Want to cash in your jars of change that are sitting on your shelves at home? Many banks are not very keen on coins. They often only take it from their own customers. You will have to sort it into different denominations and put the coins in the bank's bags in set amounts (for example, £1 for coppers, £5 for silver, etc). Some banks only take a limited number of bags a day, or won't take any at busy times. Others take a different view: HSBC has free coin deposit machines in many larger branches where you pour your jar of coins into the machine and it counts them and automatically credits your account. Barclays, NatWest and RBS also have machines in large branches in city centres.
Bank employees now have a duty to point out that they only advise on the bank's products and don't offer independent financial advice. What they won't tell you is that even the advice they give you about the bank's own products should be treated cautiously. Bank staff are often undertrained, underpaid and overworked. (You could ask for the employee's qualifications before getting advice.) So do your own research and/or find an independent financial adviser.
Nothing is set in stone. Your bank won't tell you this, but sometimes it will waive a fee, for example an overdraft or an ATM fee, depending on the circumstances. You have nothing to lose by asking, if you can argue persuasively why they should waive the fee. Citizens Advice says your bank should treat you sympathetically if you can show financial hardship.
As stated in the previous slide, some things are negotiable – such as interest rates or waiving fees – if you can make a good case for it. In that instance, talking to an employee in person is better than filling in a form online.
If your account is overdrawn and you get paid, your bank could use this money to pay off your overdraft without your permission. However, you have a right to ask them not to do this so you can pay your rent or mortgage first. This is called first right of appropriation. You have to ask your bank in writing, and you'll need to write to them with new instructions every time money gets paid into your account. Make sure you write 'first right of appropriation' in your letter.
If money is mistakenly credited to your account, your bank or building society can recover the money, assuming they do this within a reasonable time. But you may be allowed to keep the money, for example if you didn't realise the bank had made a mistake and spent the money in good faith. You would have to prove that you spent it in such a way that it would be unfair to ask you to pay it back. You can complain to the Financial Ombudsman if you think your lender is being unfair in asking you to repay the money.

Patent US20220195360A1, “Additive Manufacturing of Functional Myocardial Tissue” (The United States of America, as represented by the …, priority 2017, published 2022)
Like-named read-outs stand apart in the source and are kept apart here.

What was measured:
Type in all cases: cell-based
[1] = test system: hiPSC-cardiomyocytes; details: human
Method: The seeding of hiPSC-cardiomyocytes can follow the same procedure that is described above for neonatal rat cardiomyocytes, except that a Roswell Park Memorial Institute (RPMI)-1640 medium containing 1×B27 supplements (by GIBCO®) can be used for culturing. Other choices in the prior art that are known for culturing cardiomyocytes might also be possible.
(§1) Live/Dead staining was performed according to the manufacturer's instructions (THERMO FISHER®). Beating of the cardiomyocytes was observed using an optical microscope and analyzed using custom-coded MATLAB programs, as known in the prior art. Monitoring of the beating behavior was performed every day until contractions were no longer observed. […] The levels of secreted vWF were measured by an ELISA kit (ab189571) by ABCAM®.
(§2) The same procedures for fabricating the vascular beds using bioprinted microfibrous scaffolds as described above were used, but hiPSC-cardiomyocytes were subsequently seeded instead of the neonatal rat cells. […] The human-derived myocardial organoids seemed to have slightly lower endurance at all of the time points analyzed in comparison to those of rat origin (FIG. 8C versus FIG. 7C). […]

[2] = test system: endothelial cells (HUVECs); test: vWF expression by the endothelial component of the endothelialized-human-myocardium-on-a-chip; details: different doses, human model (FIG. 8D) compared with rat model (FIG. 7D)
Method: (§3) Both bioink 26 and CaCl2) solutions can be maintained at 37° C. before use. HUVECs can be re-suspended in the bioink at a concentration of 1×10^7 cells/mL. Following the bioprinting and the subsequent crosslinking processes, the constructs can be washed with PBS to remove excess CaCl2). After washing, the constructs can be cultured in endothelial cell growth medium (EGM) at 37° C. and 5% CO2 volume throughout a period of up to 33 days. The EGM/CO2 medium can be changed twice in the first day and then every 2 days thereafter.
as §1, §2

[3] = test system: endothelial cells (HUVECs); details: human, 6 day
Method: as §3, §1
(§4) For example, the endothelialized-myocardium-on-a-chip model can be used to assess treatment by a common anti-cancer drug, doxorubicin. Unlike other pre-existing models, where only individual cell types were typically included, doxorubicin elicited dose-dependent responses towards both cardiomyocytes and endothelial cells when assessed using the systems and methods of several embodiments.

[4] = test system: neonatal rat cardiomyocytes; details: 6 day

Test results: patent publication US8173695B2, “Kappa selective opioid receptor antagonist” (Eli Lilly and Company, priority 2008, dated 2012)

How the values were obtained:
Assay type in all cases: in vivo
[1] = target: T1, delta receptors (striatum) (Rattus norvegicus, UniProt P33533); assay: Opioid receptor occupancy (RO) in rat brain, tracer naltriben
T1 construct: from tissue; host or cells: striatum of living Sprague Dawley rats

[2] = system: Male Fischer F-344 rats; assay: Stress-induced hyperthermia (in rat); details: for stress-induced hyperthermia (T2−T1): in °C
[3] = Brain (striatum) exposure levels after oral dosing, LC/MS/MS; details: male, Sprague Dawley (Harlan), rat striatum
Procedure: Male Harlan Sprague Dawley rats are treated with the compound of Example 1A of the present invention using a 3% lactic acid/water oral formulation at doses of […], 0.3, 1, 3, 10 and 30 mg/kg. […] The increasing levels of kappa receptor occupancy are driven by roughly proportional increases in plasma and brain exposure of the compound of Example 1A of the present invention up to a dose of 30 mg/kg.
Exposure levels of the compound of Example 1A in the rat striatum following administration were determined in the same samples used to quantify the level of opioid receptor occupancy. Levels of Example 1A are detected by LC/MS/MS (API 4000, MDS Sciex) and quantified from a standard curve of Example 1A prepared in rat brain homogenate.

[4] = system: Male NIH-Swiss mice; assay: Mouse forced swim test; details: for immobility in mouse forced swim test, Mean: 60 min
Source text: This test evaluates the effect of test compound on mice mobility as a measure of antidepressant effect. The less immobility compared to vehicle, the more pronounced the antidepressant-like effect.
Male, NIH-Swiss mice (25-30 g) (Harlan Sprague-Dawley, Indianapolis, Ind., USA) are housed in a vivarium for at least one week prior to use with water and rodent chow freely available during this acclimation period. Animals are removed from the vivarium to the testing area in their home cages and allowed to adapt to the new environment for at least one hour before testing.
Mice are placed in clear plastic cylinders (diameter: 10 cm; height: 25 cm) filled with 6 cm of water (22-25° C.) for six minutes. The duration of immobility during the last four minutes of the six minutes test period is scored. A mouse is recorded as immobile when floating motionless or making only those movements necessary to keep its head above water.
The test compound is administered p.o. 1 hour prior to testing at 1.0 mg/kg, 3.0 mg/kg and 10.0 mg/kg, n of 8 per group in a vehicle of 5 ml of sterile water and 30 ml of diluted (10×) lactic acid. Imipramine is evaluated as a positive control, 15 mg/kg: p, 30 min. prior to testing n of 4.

If you do have to pay it back, you could try to reach an agreement with your bank to pay it back in instalments without interest being added.
The Financial Ombudsman Service has more advice on what happens when payments have been credited to the wrong account. If you did something wrong - for example, by entering the wrong account number - rather than the bank, the Financial Ombudsman may still uphold your complaint. They consider whether the financial institution made it clear to the consumer that only the bank sort code and account number are used to process the payment, rather than the name of the payee. They will also ask whether the lender should have realised that the consumer had made mistake, and once the problem came to light, did the firm take reasonable steps to try to get the money back from the recipient.
If too much is deducted from your account, your lender may have to refund the full amount of the payment. For example, if the money is taken through a direct debit or credit card payment for a hotel room or car rental. When deciding whether the debit was reasonable, the bank or building society will take into account your previous spending pattern. But the bank doesn't have to refund the payment if you agreed the amount beforehand or were informed of the payment by your lender at least four weeks before.
If you don't have enough money in your account to cover a direct debit payment, your bank may not make the payment. It doesn't have to tell you that the payment hasn't been made, so the onus is on you to keep checking your account. If, on the other hand, the payment goes through, you may be charged for an unauthorised overdraft.